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Perseverance: Torah Lessons from Football

By Rabbi Yaakov Silverman

As if the Browns season was not bad enough. LT Joe Thomas, the consistent beacon of hope and slight ray of success tore his tricep and is out for the rest of the season. After 167 straight starts since his rookie season in 2007, 10 Pro Bowl appearances, and an impressive 10,363 uninterrupted snaps, Thomas was finally slowed down and forced to watch from the sideline for the first time in his career. Keep in mind, this streak was done for a Browns team that went through 18 quarterbacks and held a 48-119 record. In our history, we had a leader that impacted our entire nation in a powerful way. Rabbi Akiva began his studying of Torah at the age of 40. He did not have the background and upbringing that are so important to become a Jewish leader. The story is told that he passed by a rock that had water dripping on the same spot over and over and it had bore a hole deep into the rock. When Rabbi Akiva saw that he recognized that, although it may take a long time, even the most impenetrable mind could succeed in the study of Torah as long as there is a consistent and continual attempt at learning. He continued to live by this mantra and after all 24,000 of his students perished, he started again and recreated the next link in the chain of our heritage that we still hold on to today. In our personal lives, we tend to give up and sometimes avoid trying something that may be in our best interest because of the magnitude of the project and the difficulty of reaching the goal. Rabbi Akiva’s lesson rings true and we can do our best to take small steps, with short gains, one snap at a time until we succeed in accomplishing our goals and being better and more elevated people.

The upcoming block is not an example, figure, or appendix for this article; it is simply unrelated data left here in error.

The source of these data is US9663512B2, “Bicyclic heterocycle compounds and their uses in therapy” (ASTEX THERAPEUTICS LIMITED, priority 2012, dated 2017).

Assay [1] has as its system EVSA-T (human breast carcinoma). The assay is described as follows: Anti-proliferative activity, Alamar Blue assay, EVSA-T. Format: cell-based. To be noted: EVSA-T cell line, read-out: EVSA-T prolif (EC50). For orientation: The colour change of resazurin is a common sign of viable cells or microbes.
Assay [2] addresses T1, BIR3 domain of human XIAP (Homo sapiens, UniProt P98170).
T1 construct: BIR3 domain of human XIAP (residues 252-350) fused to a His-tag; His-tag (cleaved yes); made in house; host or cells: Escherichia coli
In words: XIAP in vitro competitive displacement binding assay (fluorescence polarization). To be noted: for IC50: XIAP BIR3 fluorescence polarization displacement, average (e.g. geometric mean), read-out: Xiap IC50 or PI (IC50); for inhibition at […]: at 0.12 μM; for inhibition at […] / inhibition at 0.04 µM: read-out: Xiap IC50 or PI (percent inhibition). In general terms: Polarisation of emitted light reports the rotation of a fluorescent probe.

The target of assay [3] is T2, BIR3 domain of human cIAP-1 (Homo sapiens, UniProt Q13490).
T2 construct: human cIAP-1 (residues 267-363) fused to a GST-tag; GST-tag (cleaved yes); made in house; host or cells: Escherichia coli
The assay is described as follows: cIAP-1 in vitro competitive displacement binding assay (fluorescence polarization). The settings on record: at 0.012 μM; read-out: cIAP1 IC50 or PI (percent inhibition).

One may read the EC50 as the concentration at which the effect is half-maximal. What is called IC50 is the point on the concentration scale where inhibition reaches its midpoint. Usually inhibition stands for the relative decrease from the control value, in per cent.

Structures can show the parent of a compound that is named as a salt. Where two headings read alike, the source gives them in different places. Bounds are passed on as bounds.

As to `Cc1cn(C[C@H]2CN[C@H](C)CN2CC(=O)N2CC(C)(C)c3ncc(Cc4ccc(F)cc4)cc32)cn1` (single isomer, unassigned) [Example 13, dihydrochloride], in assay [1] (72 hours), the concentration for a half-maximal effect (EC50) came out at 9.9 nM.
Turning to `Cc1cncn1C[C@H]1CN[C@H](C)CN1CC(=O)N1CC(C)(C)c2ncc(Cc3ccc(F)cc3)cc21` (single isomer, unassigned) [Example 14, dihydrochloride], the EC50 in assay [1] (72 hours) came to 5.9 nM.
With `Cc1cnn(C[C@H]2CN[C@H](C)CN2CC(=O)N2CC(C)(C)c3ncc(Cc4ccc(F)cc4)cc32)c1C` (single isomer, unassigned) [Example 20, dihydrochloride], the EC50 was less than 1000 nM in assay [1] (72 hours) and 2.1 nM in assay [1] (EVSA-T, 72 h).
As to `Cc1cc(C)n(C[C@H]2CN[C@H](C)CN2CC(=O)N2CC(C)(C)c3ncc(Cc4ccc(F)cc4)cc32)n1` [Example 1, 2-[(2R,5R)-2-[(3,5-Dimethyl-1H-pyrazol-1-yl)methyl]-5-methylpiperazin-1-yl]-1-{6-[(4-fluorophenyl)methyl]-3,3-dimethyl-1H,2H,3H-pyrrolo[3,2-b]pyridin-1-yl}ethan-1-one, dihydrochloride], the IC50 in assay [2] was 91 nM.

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The Words that Sparked a Revolution: Yom Kippur Lessons in Football

By Rabbi Yaakov Silverman

Over a year ago, the starting QB for the 49ers, Colin Kapernick, protested police brutality by kneeling during the national anthem. He created a movement that slowly began to grow and a few vocal members of the NFL joined in protest as well. However, when President Trump lashed out against those that disrespect the flag, the movement became a revolution. According to some accounts, over 1/3 of the league was involved in some sort of protest or demonstration of unity. Some teams did not come on the field at all and coaches, owners, singers, and players joined in a mass demonstration of dissatisfaction with the words of our President.
Regardless of your personal political stance, one point is clear from this developing story and that is until the President spoke his mind, there were only a few protests. Those few words are what began this movement.
Yom Kippur is fast approaching and although it is important to be aware of how powerful our actions are, there is a specific stress placed on the power of words. The first prayer and one of the climaxes of Yom Kippur is the Kol Nidrei prayer. One would expect a meaningful prayer for forgiveness but instead the introduction to the services is a declaration about the nullifying of any vows or oaths. It seems a little out of place.